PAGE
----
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USPS Star Calendar for 27 April-3 May 20 April 2014

Posted by amedalen in April 2014, May 2014.
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29 Apr    An annular (ring) eclipse of the sun occurs today. Unfortunately, the full eclipse will only be visible in the uninhabited region of Wilkes Land in Antarctica.

1 May    Low in the west at sunset, magnitude 1.1 Aldebaran is 2 finger-widths to the moon’s lower right. Only 2 days past new, the moon is less than 5 percent illuminated.

2 May    The thin waxing crescent moon lies between Aldebaran, 1½ fist-widths to the lower right, and Jupiter, about 2 fist-widths to the upper left. Orion is hard to miss to the lower left. The moon is about 10 percent illuminated.

3 May    Look for Betelgeuse 1½ fist widths below the moon tonight and Jupiter about 4 finger-widths above. The bright star 1 fist-width above Jupiter is magnitude 1.2 Pollux, the brightest star in Gemini.

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USPS Star Calendar for 20-26 April 13 April 2014

Posted by amedalen in April 2014.
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20 Apr    Easter Sunday is intended to be the Sunday after the full moon on or after the vernal equinox, assuming the equinox is on 21 March. (It can actually occur between 19-21 March.) The date assumed for the full moon also may not coincide with the astronomical date. As a result, the date of Easter is determined by a formula, Golden Numbers and Epacts, and may fall on any Sunday between 22 March and 25 April.

21 Apr    Low in the south before dawn, the moon is midway between Saturn, 6 fist-widths to the right, and Venus, the same distance to the left. The moon is about two-thirds illuminated.

23 Apr    The moon is at perigee, 57.97 Earth-radii (370,000 kilometers) away.

25 Apr    Look quickly before sunrise to see Venus 2 finger-widths below the moon.

26 Apr    Venus and the moon rise within 5 minutes of each other this morning. The moon is about 10 percent illuminated.

USPS Star Calendar for 13-19 April 6 April 2014

Posted by amedalen in April 2014.
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13 Apr    High in the southwest by late evening, Mars is 3 finger-widths to the moon’s lower left, and Spica is 4 finger-widths below Mars.

14 Apr    Only 0.618 AU (92.4 million kilometers) away, Mars makes its closest approach to Earth since January 2008. By midnight, Spica and the moon are high in the southwest, less than ½ finger-width apart.

15 Apr    During April’s full moon, North America will see a total lunar eclipse beginning at about 0200 EDT. Totality begins an hour later and lasts 1 hour and 20 minutes. The moon completely leaves Earth’s umbra at 0533 EDT.

16 Apr    Low in the east at midnight, Saturn is ½ finger-width to the moon’s left. The nearly full moon will likely outshine Saturn, so get out your binoculars. At the southern tip of South America, the moon occults Saturn tomorrow morning.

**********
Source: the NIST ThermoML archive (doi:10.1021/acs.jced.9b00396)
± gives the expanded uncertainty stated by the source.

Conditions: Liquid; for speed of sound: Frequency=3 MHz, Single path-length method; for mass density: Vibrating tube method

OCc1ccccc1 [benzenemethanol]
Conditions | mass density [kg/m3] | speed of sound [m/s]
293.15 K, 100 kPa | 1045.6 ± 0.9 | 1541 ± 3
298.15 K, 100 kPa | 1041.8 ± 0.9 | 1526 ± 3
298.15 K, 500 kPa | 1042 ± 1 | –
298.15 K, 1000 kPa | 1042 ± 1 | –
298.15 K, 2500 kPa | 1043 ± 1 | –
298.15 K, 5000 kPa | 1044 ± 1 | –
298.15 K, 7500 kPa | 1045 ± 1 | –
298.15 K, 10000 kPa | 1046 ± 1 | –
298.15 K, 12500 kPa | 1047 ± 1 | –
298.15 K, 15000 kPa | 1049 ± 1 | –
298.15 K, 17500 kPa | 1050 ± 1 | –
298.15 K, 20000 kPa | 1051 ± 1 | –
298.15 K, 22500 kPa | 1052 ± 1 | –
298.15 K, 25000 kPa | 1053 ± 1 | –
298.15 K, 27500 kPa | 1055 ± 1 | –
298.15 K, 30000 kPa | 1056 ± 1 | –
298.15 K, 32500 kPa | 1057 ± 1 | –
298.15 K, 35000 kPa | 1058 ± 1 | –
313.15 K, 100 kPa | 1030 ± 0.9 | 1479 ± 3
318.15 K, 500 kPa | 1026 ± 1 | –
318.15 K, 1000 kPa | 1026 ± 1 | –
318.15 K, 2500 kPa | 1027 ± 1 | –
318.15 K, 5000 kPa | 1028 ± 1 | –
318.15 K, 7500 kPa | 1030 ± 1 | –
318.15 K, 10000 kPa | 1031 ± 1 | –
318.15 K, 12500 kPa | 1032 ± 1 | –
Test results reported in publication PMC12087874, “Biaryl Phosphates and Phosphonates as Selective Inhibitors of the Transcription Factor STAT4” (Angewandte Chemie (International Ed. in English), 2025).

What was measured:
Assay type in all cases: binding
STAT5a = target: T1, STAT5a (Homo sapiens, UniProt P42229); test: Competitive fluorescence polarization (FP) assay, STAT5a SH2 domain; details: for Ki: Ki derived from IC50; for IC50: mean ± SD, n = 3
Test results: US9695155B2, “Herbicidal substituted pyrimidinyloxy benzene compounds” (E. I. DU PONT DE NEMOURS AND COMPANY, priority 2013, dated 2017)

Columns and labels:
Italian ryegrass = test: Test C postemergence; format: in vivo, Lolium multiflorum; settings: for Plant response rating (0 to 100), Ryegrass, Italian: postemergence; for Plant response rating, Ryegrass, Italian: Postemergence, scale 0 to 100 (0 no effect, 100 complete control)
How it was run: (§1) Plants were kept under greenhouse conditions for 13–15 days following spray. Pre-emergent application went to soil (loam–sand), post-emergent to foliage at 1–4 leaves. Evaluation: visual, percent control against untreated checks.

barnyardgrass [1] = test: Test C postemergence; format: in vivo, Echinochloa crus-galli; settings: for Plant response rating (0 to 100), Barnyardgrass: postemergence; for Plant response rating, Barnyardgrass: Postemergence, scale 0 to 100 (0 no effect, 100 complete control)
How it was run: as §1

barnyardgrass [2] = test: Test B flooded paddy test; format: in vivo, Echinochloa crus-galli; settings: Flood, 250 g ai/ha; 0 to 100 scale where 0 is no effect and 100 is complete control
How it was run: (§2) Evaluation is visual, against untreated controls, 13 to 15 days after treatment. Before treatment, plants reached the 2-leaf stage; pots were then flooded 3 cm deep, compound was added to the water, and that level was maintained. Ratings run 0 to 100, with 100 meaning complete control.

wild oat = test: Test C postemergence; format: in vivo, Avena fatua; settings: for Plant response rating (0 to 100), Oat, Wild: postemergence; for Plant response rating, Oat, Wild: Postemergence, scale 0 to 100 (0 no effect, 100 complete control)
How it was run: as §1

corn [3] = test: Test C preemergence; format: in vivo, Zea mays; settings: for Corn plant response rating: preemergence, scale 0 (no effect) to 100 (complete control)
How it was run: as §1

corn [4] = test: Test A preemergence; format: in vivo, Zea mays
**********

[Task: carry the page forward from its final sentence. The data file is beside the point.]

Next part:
17 Apr    Saturn stands 1 finger-width to the moon’s right before dawn.

18 Apr    Low in the south before dawn, magnitude 1.1 Antares is 3 finger-widths to the moon’s lower left and Saturn is 1½ fist-widths to the lower right.

USPS Star Calendar for 6-12 April 30 March 2014

Posted by amedalen in April 2014.
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6 Apr    High in the southwest at dusk, Jupiter is less than 3 finger-widths to the moon’s upper right. Procyon is 1½ fist-widths to the lower left.

7 Apr    The first-quarter moon lies midway between Pollux, 1 fist-width to the upper right, and Procyon, the same distance to the lower left. Jupiter is nearly 1½ fist-widths to the right.

8 Apr    Mars is at opposition, meaning it is opposite the sun when viewed from Earth. Mars rises at sunset and remains in the sky all night.

10 Apr    High in the south early tonight, bright Regulus is 2 finger-widths above the moon.

12 Apr    The moon lies between Regulus, 3 fist-widths to the upper right, and Mars, 2 fist-widths to the lower left.  

USPS Star Calendar for 30 March-5 April 23 March 2014

Posted by amedalen in April 2014, March 2014.
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30 Mar    Look for Jupiter and Mars in the evening sky. Jupiter is high in the south at dusk. Mars rises above the horizon nearly an hour after sunset. By midnight, Jupiter has slipped west and Mars is high in the southeast.

3 Apr    High in the west at sunset, magnitude 1.1 Aldebaran is 2 finger-widths to the moon’s upper left and the Pleiades Cluster is 1 fist-width to the lower right. Orion is 2½ fist-widths to the left. Only three days past new, the moon is 10 percent illuminated.

4 Apr    The moon sits between Aldebaran, 1 fist-width to the lower right, and Jupiter, a little more than 2 fist-widths to the upper left. Betelgeuse is 1½ fist-widths to the left.